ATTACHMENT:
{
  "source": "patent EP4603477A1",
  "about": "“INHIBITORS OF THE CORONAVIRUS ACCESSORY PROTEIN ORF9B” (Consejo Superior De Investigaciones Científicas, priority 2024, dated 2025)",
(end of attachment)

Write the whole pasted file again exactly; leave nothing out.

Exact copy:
{
  "source": "patent EP4603477A1",
  "about": "“INHIBITORS OF THE CORONAVIRUS ACCESSORY PROTEIN ORF9B” (Consejo Superior De Investigaciones Científicas, priority 2024, dated 2025)",